“I ended up with some pretty detailed accounts of what happened during the next several days,” said McCann, who is presently a freelance writer for Chicago Tribune Media Group.
McCann said in the first two nights, police hung back and didn’t do much even as young people were shattering bottles and lighting fires. “There simply wasn’t enough police to diffuse what was going on,” she said on Monday, recalling the events. At one point, McCann said police shouted at students to go home, and despite asserting her rights to be there as a reporter, she was sprayed in the face with Mace.
The headline of one of her stories was “SIU Halloween party becomes horror story” and the lead described onlookers screaming in “half-delight, half-fear” as a male launched a flaming sock into a 2,000-plus crowd just before dawn on a Sunday.
“The last night of rioting basically turned The Strip into a war zone,” she recalled Monday. “I remember police tossing smoke bombs into the crowd to try to disperse them and one kid picked up a (smoke) bomb and tossed it back through an open window into a squad car. All hell broke loose after that and the Illinois State Police drove right into the crowd, dressed in riot gear, and set off the tear gas.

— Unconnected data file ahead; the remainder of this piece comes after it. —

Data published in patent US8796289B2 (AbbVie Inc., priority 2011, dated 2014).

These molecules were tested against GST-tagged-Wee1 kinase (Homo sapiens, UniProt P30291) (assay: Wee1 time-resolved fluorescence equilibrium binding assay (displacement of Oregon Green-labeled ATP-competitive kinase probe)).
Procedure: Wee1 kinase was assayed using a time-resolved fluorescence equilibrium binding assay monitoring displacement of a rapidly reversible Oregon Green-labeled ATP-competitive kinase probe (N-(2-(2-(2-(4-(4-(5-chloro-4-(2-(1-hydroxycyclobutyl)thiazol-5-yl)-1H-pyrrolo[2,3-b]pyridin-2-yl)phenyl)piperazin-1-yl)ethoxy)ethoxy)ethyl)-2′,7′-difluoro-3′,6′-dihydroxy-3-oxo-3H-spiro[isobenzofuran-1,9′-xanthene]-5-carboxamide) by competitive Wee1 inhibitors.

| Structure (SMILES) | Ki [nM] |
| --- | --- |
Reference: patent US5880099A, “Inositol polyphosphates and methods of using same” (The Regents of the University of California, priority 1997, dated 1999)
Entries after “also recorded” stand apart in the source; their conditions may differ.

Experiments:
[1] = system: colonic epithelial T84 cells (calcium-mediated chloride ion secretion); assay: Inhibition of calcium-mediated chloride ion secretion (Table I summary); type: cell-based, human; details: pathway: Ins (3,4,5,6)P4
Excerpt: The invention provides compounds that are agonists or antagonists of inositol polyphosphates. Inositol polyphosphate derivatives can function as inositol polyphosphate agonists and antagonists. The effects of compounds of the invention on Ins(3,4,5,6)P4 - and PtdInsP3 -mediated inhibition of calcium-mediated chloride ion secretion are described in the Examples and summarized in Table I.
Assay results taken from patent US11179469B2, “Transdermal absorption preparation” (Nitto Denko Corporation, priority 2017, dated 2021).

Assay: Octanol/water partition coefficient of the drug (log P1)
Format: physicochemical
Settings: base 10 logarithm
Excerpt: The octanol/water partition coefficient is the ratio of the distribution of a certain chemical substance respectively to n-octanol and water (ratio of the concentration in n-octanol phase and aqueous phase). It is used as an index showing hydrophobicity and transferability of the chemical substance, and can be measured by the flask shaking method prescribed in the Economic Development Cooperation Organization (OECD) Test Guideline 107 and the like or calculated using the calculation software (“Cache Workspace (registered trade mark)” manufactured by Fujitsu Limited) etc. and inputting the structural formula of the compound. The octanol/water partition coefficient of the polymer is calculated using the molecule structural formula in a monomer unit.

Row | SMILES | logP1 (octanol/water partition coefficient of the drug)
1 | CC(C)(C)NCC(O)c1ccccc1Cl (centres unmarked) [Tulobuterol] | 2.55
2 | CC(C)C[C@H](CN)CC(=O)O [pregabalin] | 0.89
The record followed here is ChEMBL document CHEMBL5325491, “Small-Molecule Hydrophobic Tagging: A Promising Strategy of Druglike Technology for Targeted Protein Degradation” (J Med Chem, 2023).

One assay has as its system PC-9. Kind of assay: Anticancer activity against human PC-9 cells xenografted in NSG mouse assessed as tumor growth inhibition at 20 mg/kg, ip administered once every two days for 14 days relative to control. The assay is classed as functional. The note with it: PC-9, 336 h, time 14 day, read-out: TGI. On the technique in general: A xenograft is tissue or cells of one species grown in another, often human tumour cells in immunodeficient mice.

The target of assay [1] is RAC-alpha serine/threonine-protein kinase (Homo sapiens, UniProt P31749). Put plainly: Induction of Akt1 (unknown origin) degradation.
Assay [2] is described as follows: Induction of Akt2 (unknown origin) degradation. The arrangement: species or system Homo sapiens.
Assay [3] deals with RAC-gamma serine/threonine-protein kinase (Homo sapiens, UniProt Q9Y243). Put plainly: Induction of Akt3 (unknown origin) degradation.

“It was total chaos with 1,000 people running and I couldn’t really see where I was going. Some other people were lying down in a parking lot trying to get underneath the gas. I remember interviewing a student on the ground of that parking lot and we were both vomiting because the gas was so strong.”
Jackson, now a visiting professor at the SIU Paul Simon Public Police Institute, remembers the sheer horror of facing the aftermath of such insane destruction of downtown businesses, and the huge cost to the university’s image. Believing it could never happen again is a mistake, he said.
In 2000, “It had been a whole student generation and everybody thought they’d forgotten, but the mystery and aura lingered still and the younger generation wanted to see what they were missing.”
On Twitter: @MollyParkerSI